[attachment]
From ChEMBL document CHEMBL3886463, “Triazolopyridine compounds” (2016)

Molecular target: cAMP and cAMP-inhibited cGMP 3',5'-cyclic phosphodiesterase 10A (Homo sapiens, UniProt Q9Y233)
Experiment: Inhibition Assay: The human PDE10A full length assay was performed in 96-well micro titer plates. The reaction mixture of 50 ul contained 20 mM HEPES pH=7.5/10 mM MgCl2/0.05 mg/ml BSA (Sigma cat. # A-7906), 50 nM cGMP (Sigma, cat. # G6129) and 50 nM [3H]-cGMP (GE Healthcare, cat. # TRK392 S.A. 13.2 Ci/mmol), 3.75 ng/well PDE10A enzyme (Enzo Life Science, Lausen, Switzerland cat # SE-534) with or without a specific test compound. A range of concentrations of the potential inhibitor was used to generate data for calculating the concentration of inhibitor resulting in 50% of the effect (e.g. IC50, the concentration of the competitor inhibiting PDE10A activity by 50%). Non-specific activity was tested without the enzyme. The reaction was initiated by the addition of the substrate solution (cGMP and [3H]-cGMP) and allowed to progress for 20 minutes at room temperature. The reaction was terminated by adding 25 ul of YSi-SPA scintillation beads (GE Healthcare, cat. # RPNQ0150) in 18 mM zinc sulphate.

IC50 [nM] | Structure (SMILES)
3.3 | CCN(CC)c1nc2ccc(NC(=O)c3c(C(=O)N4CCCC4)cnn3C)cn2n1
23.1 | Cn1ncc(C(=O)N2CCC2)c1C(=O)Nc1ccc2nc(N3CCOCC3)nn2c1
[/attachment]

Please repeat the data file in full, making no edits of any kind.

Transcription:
From ChEMBL document CHEMBL3886463, “Triazolopyridine compounds” (2016)

Molecular target: cAMP and cAMP-inhibited cGMP 3',5'-cyclic phosphodiesterase 10A (Homo sapiens, UniProt Q9Y233)
Experiment: Inhibition Assay: The human PDE10A full length assay was performed in 96-well micro titer plates. The reaction mixture of 50 ul contained 20 mM HEPES pH=7.5/10 mM MgCl2/0.05 mg/ml BSA (Sigma cat. # A-7906), 50 nM cGMP (Sigma, cat. # G6129) and 50 nM [3H]-cGMP (GE Healthcare, cat. # TRK392 S.A. 13.2 Ci/mmol), 3.75 ng/well PDE10A enzyme (Enzo Life Science, Lausen, Switzerland cat # SE-534) with or without a specific test compound. A range of concentrations of the potential inhibitor was used to generate data for calculating the concentration of inhibitor resulting in 50% of the effect (e.g. IC50, the concentration of the competitor inhibiting PDE10A activity by 50%). Non-specific activity was tested without the enzyme. The reaction was initiated by the addition of the substrate solution (cGMP and [3H]-cGMP) and allowed to progress for 20 minutes at room temperature. The reaction was terminated by adding 25 ul of YSi-SPA scintillation beads (GE Healthcare, cat. # RPNQ0150) in 18 mM zinc sulphate.

IC50 [nM] | Structure (SMILES)
3.3 | CCN(CC)c1nc2ccc(NC(=O)c3c(C(=O)N4CCCC4)cnn3C)cn2n1
23.1 | Cn1ncc(C(=O)N2CCC2)c1C(=O)Nc1ccc2nc(N3CCOCC3)nn2c1